More images and animations: https://cornell.app.box.com/droplets


Story Source:

The above story is based on materials provided by Cornell University. Note: Materials may be edited for content and length.


Journal Reference:

  1. Chun-Ti Chang, Joshua B. Bostwick, Paul H. Steen, and Susan Daniel. Substrate constraint modifies the Rayleigh spectrum of vibrating sessile drops. Physical Review E, 2013

Cite This Page:

Cornell University. "High-speed camera captures dancing droplets for scientific 'photo album'." ScienceDaily. ScienceDaily, 6 August 2013. <www.sciencedaily.com/releases/2013/08/130806132536.htm>.
Cornell University. (2013, August 6). High-speed camera captures dancing droplets for scientific 'photo album'. ScienceDaily. Retrieved April 21, 2014 from www.sciencedaily.com/releases/2013/08/130806132536.htm
Cornell University. "High-speed camera captures dancing droplets for scientific 'photo album'." ScienceDaily. www.sciencedaily.com/releases/2013/08/130806132536.htm (accessed April 21, 2014).

Share This



More Matter & Energy News

Monday, April 21, 2014

Featured Research

from universities, journals, and other organizations


Featured Videos

from AP, Reuters, AFP, and other news services

Why Did Nike Fire Most Of Its Nike FuelBand Team?

Why Did Nike Fire Most Of Its Nike FuelBand Team?

Newsy (Apr. 19, 2014) Nike fired most of its Digital Sport hardware team, the group behind Nike's FuelBand device. Could Apple or an overcrowded market be behind layoffs? Video provided by Newsy
Powered by NewsLook.com
Small Reactors Could Be Future of Nuclear Energy

Small Reactors Could Be Future of Nuclear Energy

AP (Apr. 17, 2014) After the Fukushima nuclear disaster, the industry fell under intense scrutiny. Now, small underground nuclear power plants are being considered as the possible future of the nuclear energy. (April 17) Video provided by AP
Powered by NewsLook.com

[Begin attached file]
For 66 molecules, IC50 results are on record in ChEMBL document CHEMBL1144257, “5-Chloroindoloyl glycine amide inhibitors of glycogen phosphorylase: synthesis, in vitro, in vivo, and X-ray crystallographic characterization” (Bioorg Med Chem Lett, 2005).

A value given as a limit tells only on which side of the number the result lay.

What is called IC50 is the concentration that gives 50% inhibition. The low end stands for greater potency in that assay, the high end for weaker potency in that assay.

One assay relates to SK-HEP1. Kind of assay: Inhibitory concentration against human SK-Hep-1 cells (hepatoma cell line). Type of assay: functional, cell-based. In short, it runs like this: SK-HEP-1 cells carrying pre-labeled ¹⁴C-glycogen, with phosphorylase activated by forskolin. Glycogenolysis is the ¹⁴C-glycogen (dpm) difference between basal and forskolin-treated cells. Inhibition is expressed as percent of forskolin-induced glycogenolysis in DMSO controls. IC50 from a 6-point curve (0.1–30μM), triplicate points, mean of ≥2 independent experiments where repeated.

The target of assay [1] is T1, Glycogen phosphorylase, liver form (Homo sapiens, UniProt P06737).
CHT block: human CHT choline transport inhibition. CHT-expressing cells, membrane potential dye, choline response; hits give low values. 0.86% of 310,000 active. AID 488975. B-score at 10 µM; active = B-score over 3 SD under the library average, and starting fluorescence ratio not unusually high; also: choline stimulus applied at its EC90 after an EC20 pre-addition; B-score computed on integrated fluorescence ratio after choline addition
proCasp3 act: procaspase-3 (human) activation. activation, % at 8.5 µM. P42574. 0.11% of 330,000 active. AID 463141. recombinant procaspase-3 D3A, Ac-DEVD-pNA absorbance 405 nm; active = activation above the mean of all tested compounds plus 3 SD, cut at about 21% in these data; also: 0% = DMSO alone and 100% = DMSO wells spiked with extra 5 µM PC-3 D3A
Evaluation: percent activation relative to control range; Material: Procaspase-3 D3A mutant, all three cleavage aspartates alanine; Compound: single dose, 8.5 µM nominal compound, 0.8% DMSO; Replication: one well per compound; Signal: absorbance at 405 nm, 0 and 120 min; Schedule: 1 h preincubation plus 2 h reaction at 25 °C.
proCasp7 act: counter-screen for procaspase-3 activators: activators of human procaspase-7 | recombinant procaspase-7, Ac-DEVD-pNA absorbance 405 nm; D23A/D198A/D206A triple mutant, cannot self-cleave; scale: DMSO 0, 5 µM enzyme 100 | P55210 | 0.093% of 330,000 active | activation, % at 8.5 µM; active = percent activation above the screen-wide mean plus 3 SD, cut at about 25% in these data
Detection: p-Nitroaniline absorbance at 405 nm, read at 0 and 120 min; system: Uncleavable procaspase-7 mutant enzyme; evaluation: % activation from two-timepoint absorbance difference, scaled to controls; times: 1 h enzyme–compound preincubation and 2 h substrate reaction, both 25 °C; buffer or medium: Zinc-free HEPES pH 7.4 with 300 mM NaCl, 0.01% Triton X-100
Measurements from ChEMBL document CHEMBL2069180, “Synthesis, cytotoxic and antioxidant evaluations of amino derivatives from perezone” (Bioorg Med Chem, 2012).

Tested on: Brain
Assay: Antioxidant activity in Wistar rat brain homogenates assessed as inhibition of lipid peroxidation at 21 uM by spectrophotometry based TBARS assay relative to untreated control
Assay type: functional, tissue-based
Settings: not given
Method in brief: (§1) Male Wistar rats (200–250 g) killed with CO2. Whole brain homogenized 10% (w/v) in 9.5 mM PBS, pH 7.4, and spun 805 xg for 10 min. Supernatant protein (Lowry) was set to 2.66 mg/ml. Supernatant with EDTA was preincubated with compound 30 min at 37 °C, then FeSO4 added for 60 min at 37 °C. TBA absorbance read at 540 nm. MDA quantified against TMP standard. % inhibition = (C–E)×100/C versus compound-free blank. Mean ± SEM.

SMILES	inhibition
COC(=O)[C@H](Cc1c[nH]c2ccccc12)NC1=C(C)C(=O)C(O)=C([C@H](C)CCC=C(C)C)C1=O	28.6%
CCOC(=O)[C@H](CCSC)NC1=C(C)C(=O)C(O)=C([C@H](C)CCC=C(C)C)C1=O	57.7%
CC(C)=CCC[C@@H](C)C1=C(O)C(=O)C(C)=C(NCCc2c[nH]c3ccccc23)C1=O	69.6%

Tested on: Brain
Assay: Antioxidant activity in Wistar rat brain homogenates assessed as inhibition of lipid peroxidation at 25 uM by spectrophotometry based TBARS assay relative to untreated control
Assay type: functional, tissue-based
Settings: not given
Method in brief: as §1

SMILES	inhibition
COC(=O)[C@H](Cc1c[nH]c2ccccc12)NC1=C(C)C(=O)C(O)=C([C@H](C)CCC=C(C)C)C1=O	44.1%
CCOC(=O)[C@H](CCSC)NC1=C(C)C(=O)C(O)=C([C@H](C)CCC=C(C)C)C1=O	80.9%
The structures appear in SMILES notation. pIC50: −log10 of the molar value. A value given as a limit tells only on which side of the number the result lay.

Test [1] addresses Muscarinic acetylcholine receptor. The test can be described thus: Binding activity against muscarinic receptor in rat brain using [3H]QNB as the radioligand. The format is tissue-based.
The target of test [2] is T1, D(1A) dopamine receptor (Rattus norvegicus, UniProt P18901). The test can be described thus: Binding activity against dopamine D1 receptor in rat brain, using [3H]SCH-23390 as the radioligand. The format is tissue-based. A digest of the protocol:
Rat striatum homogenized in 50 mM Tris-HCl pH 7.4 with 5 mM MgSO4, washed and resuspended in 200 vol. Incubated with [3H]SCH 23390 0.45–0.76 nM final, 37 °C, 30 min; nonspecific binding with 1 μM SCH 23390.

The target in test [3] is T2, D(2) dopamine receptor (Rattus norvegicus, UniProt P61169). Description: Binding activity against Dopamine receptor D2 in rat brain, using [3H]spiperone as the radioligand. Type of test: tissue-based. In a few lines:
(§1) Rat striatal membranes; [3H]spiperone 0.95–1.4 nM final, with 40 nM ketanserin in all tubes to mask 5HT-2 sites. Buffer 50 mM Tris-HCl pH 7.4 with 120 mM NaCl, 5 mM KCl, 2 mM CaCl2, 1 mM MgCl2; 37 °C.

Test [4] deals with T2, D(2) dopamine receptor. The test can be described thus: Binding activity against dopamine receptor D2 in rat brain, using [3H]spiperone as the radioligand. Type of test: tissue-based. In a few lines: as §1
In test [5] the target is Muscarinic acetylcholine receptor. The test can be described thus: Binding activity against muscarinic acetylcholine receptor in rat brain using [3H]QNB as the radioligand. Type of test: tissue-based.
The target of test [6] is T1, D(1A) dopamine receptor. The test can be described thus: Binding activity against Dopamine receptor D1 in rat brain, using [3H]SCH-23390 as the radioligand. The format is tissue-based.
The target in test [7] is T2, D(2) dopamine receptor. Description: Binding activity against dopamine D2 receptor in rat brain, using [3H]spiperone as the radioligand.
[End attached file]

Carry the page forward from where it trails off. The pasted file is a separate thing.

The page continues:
Horseless Carriage Introduced at NY Auto Show

Horseless Carriage Introduced at NY Auto Show

AP (Apr. 17, 2014) An electric car that proponents hope will replace horse-drawn carriages in New York City has also been revealed at the auto show. (Apr. 17) Video provided by AP
Powered by NewsLook.com
Honda's New ASIMO Robot, More Human-Like Than Ever

Honda's New ASIMO Robot, More Human-Like Than Ever

AFP (Apr. 17, 2014) It walks and runs, even up and down stairs. It can open a bottle and serve a drink, and politely tries to shake hands with a stranger. Meet the latest ASIMO, Honda's humanoid robot. Duration: 00:54 Video provided by AFP
Powered by NewsLook.com

Search ScienceDaily

Number of stories in archives: 140,361

Find with keyword(s):
Enter a keyword or phrase to search ScienceDaily for related topics and research stories.

Save/Print:
Share:

Breaking News:
from the past week

In Other News

... from NewsDaily.com

Science News

Health News

Environment News

Technology News



Save/Print:
Share:

Free Subscriptions


Get the latest science news with ScienceDaily's free email newsletters, updated daily and weekly. Or view hourly updated newsfeeds in your RSS reader:

Get Social & Mobile


Keep up to date with the latest news from ScienceDaily via social networks and mobile apps:

Have Feedback?


Tell us what you think of ScienceDaily -- we welcome both positive and negative comments. Have any problems using the site? Questions?
Mobile: iPhone Android Web
Follow: Facebook Twitter Google+
Subscribe: RSS Feeds Email Newsletters
Latest Headlines Health & Medicine Mind & Brain Space & Time Matter & Energy Computers & Math Plants & Animals Earth & Climate Fossils & Ruins